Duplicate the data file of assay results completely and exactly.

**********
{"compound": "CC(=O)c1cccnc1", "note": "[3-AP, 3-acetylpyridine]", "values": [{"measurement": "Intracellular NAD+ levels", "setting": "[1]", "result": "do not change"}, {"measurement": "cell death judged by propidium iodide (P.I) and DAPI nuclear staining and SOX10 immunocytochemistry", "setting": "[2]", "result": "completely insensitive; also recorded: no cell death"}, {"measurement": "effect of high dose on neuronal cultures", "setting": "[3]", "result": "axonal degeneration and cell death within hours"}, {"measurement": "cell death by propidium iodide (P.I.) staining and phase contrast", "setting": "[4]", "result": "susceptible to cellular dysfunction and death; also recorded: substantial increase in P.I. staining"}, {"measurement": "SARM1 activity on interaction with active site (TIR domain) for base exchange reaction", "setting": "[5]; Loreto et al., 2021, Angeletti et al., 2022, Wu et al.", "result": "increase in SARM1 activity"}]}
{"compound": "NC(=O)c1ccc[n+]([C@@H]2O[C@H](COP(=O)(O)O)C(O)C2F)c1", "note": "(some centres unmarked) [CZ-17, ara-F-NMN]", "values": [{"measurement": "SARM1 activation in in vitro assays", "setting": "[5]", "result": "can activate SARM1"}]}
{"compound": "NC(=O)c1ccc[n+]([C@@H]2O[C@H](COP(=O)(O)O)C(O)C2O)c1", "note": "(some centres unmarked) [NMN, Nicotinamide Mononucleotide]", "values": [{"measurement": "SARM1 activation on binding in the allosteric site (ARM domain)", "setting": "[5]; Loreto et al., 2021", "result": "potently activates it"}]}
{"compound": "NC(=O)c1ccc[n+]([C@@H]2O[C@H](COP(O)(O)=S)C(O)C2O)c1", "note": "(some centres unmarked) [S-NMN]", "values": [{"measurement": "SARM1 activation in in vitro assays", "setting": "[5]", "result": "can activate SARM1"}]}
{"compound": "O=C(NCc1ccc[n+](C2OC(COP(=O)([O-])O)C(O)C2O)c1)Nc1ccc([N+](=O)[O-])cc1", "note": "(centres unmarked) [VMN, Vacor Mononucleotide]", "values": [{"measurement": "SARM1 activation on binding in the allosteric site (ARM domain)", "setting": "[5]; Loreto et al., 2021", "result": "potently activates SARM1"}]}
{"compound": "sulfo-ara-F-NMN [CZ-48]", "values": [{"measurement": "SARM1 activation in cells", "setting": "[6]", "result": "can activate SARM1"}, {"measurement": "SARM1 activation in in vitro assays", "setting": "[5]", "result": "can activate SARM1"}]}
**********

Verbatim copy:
{"compound": "CC(=O)c1cccnc1", "note": "[3-AP, 3-acetylpyridine]", "values": [{"measurement": "Intracellular NAD+ levels", "setting": "[1]", "result": "do not change"}, {"measurement": "cell death judged by propidium iodide (P.I) and DAPI nuclear staining and SOX10 immunocytochemistry", "setting": "[2]", "result": "completely insensitive; also recorded: no cell death"}, {"measurement": "effect of high dose on neuronal cultures", "setting": "[3]", "result": "axonal degeneration and cell death within hours"}, {"measurement": "cell death by propidium iodide (P.I.) staining and phase contrast", "setting": "[4]", "result": "susceptible to cellular dysfunction and death; also recorded: substantial increase in P.I. staining"}, {"measurement": "SARM1 activity on interaction with active site (TIR domain) for base exchange reaction", "setting": "[5]; Loreto et al., 2021, Angeletti et al., 2022, Wu et al.", "result": "increase in SARM1 activity"}]}
{"compound": "NC(=O)c1ccc[n+]([C@@H]2O[C@H](COP(=O)(O)O)C(O)C2F)c1", "note": "(some centres unmarked) [CZ-17, ara-F-NMN]", "values": [{"measurement": "SARM1 activation in in vitro assays", "setting": "[5]", "result": "can activate SARM1"}]}
{"compound": "NC(=O)c1ccc[n+]([C@@H]2O[C@H](COP(=O)(O)O)C(O)C2O)c1", "note": "(some centres unmarked) [NMN, Nicotinamide Mononucleotide]", "values": [{"measurement": "SARM1 activation on binding in the allosteric site (ARM domain)", "setting": "[5]; Loreto et al., 2021", "result": "potently activates it"}]}
{"compound": "NC(=O)c1ccc[n+]([C@@H]2O[C@H](COP(O)(O)=S)C(O)C2O)c1", "note": "(some centres unmarked) [S-NMN]", "values": [{"measurement": "SARM1 activation in in vitro assays", "setting": "[5]", "result": "can activate SARM1"}]}
{"compound": "O=C(NCc1ccc[n+](C2OC(COP(=O)([O-])O)C(O)C2O)c1)Nc1ccc([N+](=O)[O-])cc1", "note": "(centres unmarked) [VMN, Vacor Mononucleotide]", "values": [{"measurement": "SARM1 activation on binding in the allosteric site (ARM domain)", "setting": "[5]; Loreto et al., 2021", "result": "potently activates SARM1"}]}
{"compound": "sulfo-ara-F-NMN [CZ-48]", "values": [{"measurement": "SARM1 activation in cells", "setting": "[6]", "result": "can activate SARM1"}, {"measurement": "SARM1 activation in in vitro assays", "setting": "[5]", "result": "can activate SARM1"}]}